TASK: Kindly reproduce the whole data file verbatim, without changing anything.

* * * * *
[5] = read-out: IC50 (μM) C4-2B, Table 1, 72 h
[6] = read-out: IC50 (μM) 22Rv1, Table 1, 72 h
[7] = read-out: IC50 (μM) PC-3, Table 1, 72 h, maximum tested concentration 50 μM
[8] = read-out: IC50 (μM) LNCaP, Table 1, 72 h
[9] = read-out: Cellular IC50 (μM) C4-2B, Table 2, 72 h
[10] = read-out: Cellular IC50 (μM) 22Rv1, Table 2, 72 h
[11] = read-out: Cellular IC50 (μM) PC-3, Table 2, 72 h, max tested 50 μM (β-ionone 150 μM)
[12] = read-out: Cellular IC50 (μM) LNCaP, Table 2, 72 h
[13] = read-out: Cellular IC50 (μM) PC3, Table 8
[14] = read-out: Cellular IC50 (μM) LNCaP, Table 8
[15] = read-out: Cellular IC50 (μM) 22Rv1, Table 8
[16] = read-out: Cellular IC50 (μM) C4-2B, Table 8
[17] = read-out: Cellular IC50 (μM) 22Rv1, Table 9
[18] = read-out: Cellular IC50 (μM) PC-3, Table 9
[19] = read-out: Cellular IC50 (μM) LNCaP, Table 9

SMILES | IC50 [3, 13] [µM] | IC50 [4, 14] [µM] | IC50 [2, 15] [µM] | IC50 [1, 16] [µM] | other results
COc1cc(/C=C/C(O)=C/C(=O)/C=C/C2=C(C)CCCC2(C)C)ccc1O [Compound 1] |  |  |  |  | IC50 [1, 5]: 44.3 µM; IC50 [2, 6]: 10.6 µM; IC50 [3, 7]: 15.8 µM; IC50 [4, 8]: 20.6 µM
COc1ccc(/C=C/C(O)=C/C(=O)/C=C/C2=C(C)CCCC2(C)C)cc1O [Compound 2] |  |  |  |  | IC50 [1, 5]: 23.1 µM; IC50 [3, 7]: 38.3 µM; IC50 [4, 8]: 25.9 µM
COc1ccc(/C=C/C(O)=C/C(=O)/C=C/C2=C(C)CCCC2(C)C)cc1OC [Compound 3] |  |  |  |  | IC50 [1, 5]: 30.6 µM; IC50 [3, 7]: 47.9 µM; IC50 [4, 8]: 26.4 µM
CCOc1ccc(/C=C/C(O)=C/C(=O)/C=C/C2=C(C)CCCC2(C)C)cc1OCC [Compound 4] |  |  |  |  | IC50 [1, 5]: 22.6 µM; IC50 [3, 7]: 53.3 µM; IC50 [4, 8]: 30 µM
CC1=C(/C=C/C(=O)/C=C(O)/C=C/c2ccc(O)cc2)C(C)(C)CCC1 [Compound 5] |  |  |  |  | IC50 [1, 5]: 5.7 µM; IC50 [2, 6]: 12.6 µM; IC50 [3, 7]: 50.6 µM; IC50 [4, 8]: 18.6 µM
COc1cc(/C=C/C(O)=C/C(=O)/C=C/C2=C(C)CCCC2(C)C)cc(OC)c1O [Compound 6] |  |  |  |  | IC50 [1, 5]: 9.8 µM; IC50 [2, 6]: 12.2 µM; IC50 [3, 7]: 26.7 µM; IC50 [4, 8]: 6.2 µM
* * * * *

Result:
[5] = read-out: IC50 (μM) C4-2B, Table 1, 72 h
[6] = read-out: IC50 (μM) 22Rv1, Table 1, 72 h
[7] = read-out: IC50 (μM) PC-3, Table 1, 72 h, maximum tested concentration 50 μM
[8] = read-out: IC50 (μM) LNCaP, Table 1, 72 h
[9] = read-out: Cellular IC50 (μM) C4-2B, Table 2, 72 h
[10] = read-out: Cellular IC50 (μM) 22Rv1, Table 2, 72 h
[11] = read-out: Cellular IC50 (μM) PC-3, Table 2, 72 h, max tested 50 μM (β-ionone 150 μM)
[12] = read-out: Cellular IC50 (μM) LNCaP, Table 2, 72 h
[13] = read-out: Cellular IC50 (μM) PC3, Table 8
[14] = read-out: Cellular IC50 (μM) LNCaP, Table 8
[15] = read-out: Cellular IC50 (μM) 22Rv1, Table 8
[16] = read-out: Cellular IC50 (μM) C4-2B, Table 8
[17] = read-out: Cellular IC50 (μM) 22Rv1, Table 9
[18] = read-out: Cellular IC50 (μM) PC-3, Table 9
[19] = read-out: Cellular IC50 (μM) LNCaP, Table 9

SMILES | IC50 [3, 13] [µM] | IC50 [4, 14] [µM] | IC50 [2, 15] [µM] | IC50 [1, 16] [µM] | other results
COc1cc(/C=C/C(O)=C/C(=O)/C=C/C2=C(C)CCCC2(C)C)ccc1O [Compound 1] |  |  |  |  | IC50 [1, 5]: 44.3 µM; IC50 [2, 6]: 10.6 µM; IC50 [3, 7]: 15.8 µM; IC50 [4, 8]: 20.6 µM
COc1ccc(/C=C/C(O)=C/C(=O)/C=C/C2=C(C)CCCC2(C)C)cc1O [Compound 2] |  |  |  |  | IC50 [1, 5]: 23.1 µM; IC50 [3, 7]: 38.3 µM; IC50 [4, 8]: 25.9 µM
COc1ccc(/C=C/C(O)=C/C(=O)/C=C/C2=C(C)CCCC2(C)C)cc1OC [Compound 3] |  |  |  |  | IC50 [1, 5]: 30.6 µM; IC50 [3, 7]: 47.9 µM; IC50 [4, 8]: 26.4 µM
CCOc1ccc(/C=C/C(O)=C/C(=O)/C=C/C2=C(C)CCCC2(C)C)cc1OCC [Compound 4] |  |  |  |  | IC50 [1, 5]: 22.6 µM; IC50 [3, 7]: 53.3 µM; IC50 [4, 8]: 30 µM
CC1=C(/C=C/C(=O)/C=C(O)/C=C/c2ccc(O)cc2)C(C)(C)CCC1 [Compound 5] |  |  |  |  | IC50 [1, 5]: 5.7 µM; IC50 [2, 6]: 12.6 µM; IC50 [3, 7]: 50.6 µM; IC50 [4, 8]: 18.6 µM
COc1cc(/C=C/C(O)=C/C(=O)/C=C/C2=C(C)CCCC2(C)C)cc(OC)c1O [Compound 6] |  |  |  |  | IC50 [1, 5]: 9.8 µM; IC50 [2, 6]: 12.2 µM; IC50 [3, 7]: 26.7 µM; IC50 [4, 8]: 6.2 µM